The affair was composed of arms sales to Iran in violation of the official US policy of an arms embargo against Iran, and of using funds thus generated to arm and train the Contra militants based in Honduras as they waged a guerilla war to topple the government of Nicaragua. The Contras’ form of warfare was “one of consistent and bloody abuse of human rights, of murder, torture, mutilation, rape, arson, destruction and kidnapping.” The “Contras systematically engage in violent abuses… so prevalent that these may be said to be their principal means of waging war.” A Human Rights Watch report found that the Contras were guilty of targeting health care clinics and health care workers for assassination; kidnapping civilians; torturing and executing civilians, including children, who were captured in combat; raping women; indiscriminately attacking civilians and civilian homes; seizing civilian property; and burning civilian houses in captured towns.

Direct funding of the Contras insurgency had been made illegal through the Boland Amendment the name given to three U.S. legislative amendments between 1982 and 1984, all aimed at limiting US government assistance to the Contras militants. Senior officials of the Reagan administration decided to continue arming and training the Contras secretly and in violation of the law as enacted in the Boland Amendment. Senior Reagan administration officials started what they came to call “the Enterprise,” a project to raise money for their illegal funding of the Contras insurgency.

Oct 17 2011

Pipe Dreams And Drilling Rights

After scrapping stricter smog limit, President Barack Obama continues to throw the environment under the bus.

BP allowed back into the bidding for gulf oil drilling rights

by Terry Macalister

US regulator declines to enforce ‘death penalty’ on oil company despite environmentalists’ fury

The Obama administration has infuriated environmentalists by giving BP the green light to bid for new drilling rights in the Gulf of Mexico.

The move – seen as a major step in the company’s political rehabilitation as an offshore driller following the Deepwater Horizon accident – was revealed by the head of the US safety regulator after a congressional hearing in Washington.

[]

BP declined to comment, but Friends of the Earth said it was appalled. “Governments should be administering the death penalty to all deepwater drilling rather than waiting for yet more devastating incidents like the Deepwater Horizon in the Gulf of Mexico or in any other part of the world,” argued Craig Bennett, director of policy and campaigns at the environmental group.

“It is not just BP operations that are deeply flawed,” he added. “There is not a single oil company that can say with a high degree of confidence that it can drill safely and how it will clear up if something goes wrong. It is clear in the context of climate change we need to develop new clean technologies, not hunt for fossil fuels in ever more remote and hard-to-reach areas.”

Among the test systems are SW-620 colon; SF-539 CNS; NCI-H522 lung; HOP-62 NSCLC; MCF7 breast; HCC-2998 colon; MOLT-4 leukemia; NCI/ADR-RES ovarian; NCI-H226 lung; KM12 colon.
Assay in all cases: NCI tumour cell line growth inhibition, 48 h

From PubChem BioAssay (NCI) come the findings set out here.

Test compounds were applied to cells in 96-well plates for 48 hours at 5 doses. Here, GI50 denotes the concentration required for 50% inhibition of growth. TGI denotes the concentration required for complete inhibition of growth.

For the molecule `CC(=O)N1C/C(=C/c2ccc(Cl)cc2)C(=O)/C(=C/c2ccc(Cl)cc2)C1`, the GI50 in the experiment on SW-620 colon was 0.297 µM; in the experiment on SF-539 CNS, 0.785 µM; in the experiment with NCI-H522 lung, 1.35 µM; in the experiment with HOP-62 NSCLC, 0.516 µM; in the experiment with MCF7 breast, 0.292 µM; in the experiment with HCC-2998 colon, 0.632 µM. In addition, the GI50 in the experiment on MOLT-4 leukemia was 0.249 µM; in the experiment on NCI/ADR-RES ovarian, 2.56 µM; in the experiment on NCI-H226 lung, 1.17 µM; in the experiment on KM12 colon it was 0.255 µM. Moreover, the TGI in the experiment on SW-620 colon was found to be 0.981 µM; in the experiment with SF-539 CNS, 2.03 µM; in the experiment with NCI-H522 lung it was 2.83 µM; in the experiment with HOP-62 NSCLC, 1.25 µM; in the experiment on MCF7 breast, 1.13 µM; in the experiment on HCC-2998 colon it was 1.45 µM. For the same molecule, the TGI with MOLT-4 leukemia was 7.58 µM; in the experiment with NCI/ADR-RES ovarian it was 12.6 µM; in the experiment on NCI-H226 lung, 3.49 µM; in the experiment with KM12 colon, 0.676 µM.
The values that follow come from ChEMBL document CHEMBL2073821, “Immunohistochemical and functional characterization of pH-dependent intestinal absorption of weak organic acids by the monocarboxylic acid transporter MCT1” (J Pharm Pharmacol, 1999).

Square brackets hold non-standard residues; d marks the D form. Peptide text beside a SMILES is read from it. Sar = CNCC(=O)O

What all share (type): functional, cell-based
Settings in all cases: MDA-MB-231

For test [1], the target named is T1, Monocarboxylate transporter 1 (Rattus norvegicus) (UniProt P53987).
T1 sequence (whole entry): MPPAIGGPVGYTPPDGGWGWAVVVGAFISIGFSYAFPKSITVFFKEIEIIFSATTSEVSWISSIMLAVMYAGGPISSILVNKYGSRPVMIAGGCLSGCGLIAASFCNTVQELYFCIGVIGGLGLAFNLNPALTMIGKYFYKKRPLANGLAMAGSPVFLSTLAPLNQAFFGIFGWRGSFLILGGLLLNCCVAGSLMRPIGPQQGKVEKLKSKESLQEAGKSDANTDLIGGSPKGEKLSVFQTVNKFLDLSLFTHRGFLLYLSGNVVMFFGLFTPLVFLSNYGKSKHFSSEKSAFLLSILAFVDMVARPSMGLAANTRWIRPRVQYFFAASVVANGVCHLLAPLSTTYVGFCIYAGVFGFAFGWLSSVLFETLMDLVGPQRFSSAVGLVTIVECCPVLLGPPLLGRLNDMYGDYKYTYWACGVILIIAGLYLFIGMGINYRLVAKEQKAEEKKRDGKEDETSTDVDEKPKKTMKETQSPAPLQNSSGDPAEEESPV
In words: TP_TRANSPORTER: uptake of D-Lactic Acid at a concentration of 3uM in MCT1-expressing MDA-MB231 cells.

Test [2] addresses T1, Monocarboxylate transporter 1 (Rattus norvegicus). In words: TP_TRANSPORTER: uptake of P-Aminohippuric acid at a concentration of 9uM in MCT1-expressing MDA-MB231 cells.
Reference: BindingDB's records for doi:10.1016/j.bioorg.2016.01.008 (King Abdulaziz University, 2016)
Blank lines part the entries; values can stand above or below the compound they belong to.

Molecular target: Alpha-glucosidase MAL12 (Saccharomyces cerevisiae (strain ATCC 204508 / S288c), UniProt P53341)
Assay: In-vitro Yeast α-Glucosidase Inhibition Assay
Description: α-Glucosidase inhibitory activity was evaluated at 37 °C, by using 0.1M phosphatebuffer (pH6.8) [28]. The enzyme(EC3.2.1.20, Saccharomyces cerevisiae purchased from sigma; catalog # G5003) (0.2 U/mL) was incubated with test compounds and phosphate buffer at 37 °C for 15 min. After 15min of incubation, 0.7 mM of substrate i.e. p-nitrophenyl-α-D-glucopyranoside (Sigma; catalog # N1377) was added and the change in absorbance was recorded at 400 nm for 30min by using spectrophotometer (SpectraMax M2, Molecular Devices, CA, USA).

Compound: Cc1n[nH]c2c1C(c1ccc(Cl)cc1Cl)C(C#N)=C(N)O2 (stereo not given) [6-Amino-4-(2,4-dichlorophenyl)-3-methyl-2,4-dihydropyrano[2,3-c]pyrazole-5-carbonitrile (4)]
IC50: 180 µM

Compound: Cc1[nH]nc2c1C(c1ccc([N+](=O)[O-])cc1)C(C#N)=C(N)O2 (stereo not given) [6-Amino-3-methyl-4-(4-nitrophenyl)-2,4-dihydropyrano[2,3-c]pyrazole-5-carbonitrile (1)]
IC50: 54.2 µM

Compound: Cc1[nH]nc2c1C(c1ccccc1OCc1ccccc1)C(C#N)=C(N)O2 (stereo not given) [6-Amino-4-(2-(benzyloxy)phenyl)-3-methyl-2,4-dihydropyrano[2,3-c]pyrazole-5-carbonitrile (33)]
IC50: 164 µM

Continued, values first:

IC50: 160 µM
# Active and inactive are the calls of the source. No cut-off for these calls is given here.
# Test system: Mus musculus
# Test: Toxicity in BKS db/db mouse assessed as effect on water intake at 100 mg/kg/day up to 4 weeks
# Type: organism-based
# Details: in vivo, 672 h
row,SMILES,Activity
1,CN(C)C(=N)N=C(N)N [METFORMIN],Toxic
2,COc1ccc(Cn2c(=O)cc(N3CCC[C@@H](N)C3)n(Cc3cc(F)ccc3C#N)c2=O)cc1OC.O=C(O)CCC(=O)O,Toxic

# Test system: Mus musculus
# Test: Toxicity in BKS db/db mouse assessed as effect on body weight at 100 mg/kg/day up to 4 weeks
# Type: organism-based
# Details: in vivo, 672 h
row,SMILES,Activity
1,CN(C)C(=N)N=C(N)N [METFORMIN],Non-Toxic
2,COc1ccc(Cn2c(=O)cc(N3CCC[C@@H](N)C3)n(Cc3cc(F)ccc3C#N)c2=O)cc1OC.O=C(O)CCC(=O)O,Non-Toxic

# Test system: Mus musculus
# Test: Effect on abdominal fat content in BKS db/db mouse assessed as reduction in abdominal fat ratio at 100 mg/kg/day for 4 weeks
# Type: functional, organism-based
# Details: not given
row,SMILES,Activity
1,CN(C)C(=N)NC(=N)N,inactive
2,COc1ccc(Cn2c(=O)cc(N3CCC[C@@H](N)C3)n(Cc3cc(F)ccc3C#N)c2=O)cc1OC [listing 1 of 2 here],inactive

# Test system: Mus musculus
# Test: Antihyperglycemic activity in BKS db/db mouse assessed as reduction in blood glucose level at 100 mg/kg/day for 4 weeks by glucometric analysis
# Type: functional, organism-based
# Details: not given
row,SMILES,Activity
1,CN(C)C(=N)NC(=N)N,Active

Obama allies’ interests collide over Keystone pipeline

by Juliet Eilperin and Steven Mufson

In May, the environmental writer and activist Bill McKibben – pondering a simmering energy issue – asked a NASA scientist to calculate what it would mean for the Earth’s climate if Canada extracted all of the petroleum in its rich Alberta oil sands region.

The answer to McKibben’s query came a month later: it would push atmospheric carbon concentrations so high that humans would be unable to avert a climate disaster. “It is essentially game over,” wrote James E. Hansen, who heads NASA’s Goddard Institute for Space Studies and is one of the nation’s leading voices against fossil fuel energy.

“This project represents a collision of multiple national interests and multiple political interests,” said P.J. Crowley, who served as spokesman for the State Department during part of the review process. “Energy security and environment normally go together, but in this case they are somewhat at odds. All have come together to make this a bigger deal than it might have appeared at first blush.”

Charles K. Ebinger, a senior fellow for energy at the Brookings Institution, said the issue has “become a test case for the Democrats” with two factions within the Obama camp asking the same question: “Is he with us or against us?”

“I do think it has become a defining political issue,” Ebinger said. “I don’t think he’s going to win any friends whichever way he goes.”

Oct 17 2011

Pique the Geek 20111016: All about Soap Part II

First, please allow me to apologize for not posting Popular Culture Friday last.  I was occupied until late in the day and did not have enough time to write a quality piece for the series, and I would rather post nothing rather than a poor piece.  It shall return this coming Friday.

Actually, this is not about soap, but rather synthetic detergents, although we often call then “soap”.  In the companion piece to this one from last week, here, the terms are explained in detail.

There are a couple of reasons for using synthetic detergents over actual soap.  Part of it is economics, because both vegetable and animal fats, essential ingredients for soap, tend to be fairly high in cost.  Most detergents are based on petroleum, so when oil prices are low then can be cheaper to produce than soap.  When petroleum is high in cost, then detergents become less economically favorable.